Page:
by Michael Tarsala
There is a perception that the market is risky right now ahead of U.S. elections, concerns about Europe and China’s economies, and the coming U.S. fiscal cliff.
When it comes down to it, though, investor confidence is arguably at its highest level since 2007. It’s so high that investors may have become too complacent and susceptible to unforeseen market shocks.
If you haven’t guessed, I am talking about the CBOE Volatility Index, -- the VIX. It’ is by far the most talked about market fear gauge. It’s being cited all the more in recent weeks, as it’s now at its lowest level in years.
The VIX is a rare stock market gauge in that it is forward looking. It tracks the options prices that investors are willing to pay as protection on the stocks that they own. As a result, it provides a 30-day risk forecast for the S&P 500’s price volatility.
It generally moves in the opposite direction of stocks. A historically low VIX says that protection is cheap because it’s simply not in demand. A historically high VIX says that protection is expensive, as investors are clamoring for it.
Right now, there is extremely low demand for protection heading into September, which is typically the most volatile month of the year.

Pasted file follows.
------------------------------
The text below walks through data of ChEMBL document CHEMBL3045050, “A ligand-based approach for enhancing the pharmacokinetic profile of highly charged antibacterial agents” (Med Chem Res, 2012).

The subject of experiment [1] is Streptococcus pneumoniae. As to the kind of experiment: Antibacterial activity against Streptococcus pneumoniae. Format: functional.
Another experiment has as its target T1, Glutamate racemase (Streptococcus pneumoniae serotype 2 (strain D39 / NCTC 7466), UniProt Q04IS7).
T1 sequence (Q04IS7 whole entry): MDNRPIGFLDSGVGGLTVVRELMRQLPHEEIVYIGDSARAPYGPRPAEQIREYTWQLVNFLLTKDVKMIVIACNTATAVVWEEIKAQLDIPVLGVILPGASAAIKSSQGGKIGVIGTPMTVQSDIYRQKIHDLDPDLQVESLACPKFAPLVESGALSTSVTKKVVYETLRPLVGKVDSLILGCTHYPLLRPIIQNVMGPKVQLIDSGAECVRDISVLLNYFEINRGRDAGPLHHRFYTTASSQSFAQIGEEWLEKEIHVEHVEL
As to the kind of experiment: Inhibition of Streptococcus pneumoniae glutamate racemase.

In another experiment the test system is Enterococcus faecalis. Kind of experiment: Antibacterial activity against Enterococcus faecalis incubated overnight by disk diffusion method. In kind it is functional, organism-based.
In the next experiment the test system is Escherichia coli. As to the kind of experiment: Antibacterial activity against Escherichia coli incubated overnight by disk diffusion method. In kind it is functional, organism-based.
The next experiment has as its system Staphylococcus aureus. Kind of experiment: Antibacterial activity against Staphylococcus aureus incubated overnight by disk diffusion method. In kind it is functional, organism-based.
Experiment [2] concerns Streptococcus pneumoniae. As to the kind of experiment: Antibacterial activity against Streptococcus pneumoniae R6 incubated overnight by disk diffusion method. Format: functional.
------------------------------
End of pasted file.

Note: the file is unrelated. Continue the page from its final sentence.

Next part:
Low volatility is a good thing, right?
You’ve probably heard of the market “climbing the wall of worry,” right? The one factor that helps drive stocks over that wall perhaps more than anything else is declining market fear from a high level. The slow burnoff of volatility (fear) acts as fuel that helps the market power to the top.
Yet when there is no wall of worry -- as is the case now -- there is simply nothing for the market to climb. No big movements are expected. It can leave the market stranded at a high point. The low fear level can leave markets susceptible to unforeseen shocks that can send the benchmark S&P 500 lower.
A new “wall” slowly begins to build again.
That has not happened yet, but it could soon.
Here’s the chart that makes the case:
Source: Market Tech Reports
The blue circles mark VIX levels similar to the current one - and all four of the past ones led to either minor or major declines.
Analysts at Nomura also have their own take on the low VIX.
They have taken the S&P 500 divided by the VIX, as a confidence measure that seeks to measure both investor optimism and complacency.
Source: Business Insider
By that measure, the confidence level is now greater than it was at the 2000 market highs, and lower only than it was approaching and just after the peak in 2007.
Are you prepared for the potential for more market volatility going forward?
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